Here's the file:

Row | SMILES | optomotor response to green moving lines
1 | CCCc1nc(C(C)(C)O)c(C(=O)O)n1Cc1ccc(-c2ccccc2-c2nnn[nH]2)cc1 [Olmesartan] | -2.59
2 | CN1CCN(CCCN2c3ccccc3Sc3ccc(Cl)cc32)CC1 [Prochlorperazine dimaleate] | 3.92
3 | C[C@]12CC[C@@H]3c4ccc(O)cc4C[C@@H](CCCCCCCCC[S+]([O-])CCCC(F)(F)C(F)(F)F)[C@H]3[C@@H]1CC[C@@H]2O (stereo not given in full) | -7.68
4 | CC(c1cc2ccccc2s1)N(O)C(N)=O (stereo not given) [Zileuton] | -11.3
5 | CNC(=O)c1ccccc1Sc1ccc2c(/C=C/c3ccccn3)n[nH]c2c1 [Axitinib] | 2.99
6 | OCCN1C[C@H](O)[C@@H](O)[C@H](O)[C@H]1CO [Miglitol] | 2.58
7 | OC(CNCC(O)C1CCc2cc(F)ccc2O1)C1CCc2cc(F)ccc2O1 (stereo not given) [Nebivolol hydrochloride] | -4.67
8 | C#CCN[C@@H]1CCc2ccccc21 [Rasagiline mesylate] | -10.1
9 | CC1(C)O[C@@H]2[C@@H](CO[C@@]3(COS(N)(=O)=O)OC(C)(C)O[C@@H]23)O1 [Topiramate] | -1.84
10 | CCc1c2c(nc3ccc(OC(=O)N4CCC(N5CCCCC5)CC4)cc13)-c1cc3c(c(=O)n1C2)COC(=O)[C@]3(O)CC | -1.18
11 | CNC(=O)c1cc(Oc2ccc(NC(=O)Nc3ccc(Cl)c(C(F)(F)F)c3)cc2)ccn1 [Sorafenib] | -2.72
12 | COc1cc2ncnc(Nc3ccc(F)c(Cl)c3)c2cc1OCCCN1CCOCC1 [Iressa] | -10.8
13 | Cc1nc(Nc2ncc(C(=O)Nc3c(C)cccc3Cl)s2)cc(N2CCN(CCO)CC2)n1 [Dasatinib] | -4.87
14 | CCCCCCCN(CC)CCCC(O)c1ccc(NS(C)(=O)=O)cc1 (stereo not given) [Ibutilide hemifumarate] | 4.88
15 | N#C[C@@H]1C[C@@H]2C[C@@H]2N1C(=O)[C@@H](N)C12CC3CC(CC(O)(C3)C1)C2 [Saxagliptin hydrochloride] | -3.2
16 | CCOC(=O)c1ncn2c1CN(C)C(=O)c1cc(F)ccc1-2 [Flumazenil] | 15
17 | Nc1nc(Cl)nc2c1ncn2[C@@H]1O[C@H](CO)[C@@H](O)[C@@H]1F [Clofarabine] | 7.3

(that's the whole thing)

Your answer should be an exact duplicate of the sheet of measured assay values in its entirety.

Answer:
Row | SMILES | optomotor response to green moving lines
1 | CCCc1nc(C(C)(C)O)c(C(=O)O)n1Cc1ccc(-c2ccccc2-c2nnn[nH]2)cc1 [Olmesartan] | -2.59
2 | CN1CCN(CCCN2c3ccccc3Sc3ccc(Cl)cc32)CC1 [Prochlorperazine dimaleate] | 3.92
3 | C[C@]12CC[C@@H]3c4ccc(O)cc4C[C@@H](CCCCCCCCC[S+]([O-])CCCC(F)(F)C(F)(F)F)[C@H]3[C@@H]1CC[C@@H]2O (stereo not given in full) | -7.68
4 | CC(c1cc2ccccc2s1)N(O)C(N)=O (stereo not given) [Zileuton] | -11.3
5 | CNC(=O)c1ccccc1Sc1ccc2c(/C=C/c3ccccn3)n[nH]c2c1 [Axitinib] | 2.99
6 | OCCN1C[C@H](O)[C@@H](O)[C@H](O)[C@H]1CO [Miglitol] | 2.58
7 | OC(CNCC(O)C1CCc2cc(F)ccc2O1)C1CCc2cc(F)ccc2O1 (stereo not given) [Nebivolol hydrochloride] | -4.67
8 | C#CCN[C@@H]1CCc2ccccc21 [Rasagiline mesylate] | -10.1
9 | CC1(C)O[C@@H]2[C@@H](CO[C@@]3(COS(N)(=O)=O)OC(C)(C)O[C@@H]23)O1 [Topiramate] | -1.84
10 | CCc1c2c(nc3ccc(OC(=O)N4CCC(N5CCCCC5)CC4)cc13)-c1cc3c(c(=O)n1C2)COC(=O)[C@]3(O)CC | -1.18
11 | CNC(=O)c1cc(Oc2ccc(NC(=O)Nc3ccc(Cl)c(C(F)(F)F)c3)cc2)ccn1 [Sorafenib] | -2.72
12 | COc1cc2ncnc(Nc3ccc(F)c(Cl)c3)c2cc1OCCCN1CCOCC1 [Iressa] | -10.8
13 | Cc1nc(Nc2ncc(C(=O)Nc3c(C)cccc3Cl)s2)cc(N2CCN(CCO)CC2)n1 [Dasatinib] | -4.87
14 | CCCCCCCN(CC)CCCC(O)c1ccc(NS(C)(=O)=O)cc1 (stereo not given) [Ibutilide hemifumarate] | 4.88
15 | N#C[C@@H]1C[C@@H]2C[C@@H]2N1C(=O)[C@@H](N)C12CC3CC(CC(O)(C3)C1)C2 [Saxagliptin hydrochloride] | -3.2
16 | CCOC(=O)c1ncn2c1CN(C)C(=O)c1cc(F)ccc1-2 [Flumazenil] | 15
17 | Nc1nc(Cl)nc2c1ncn2[C@@H]1O[C@H](CO)[C@@H](O)[C@@H]1F [Clofarabine] | 7.3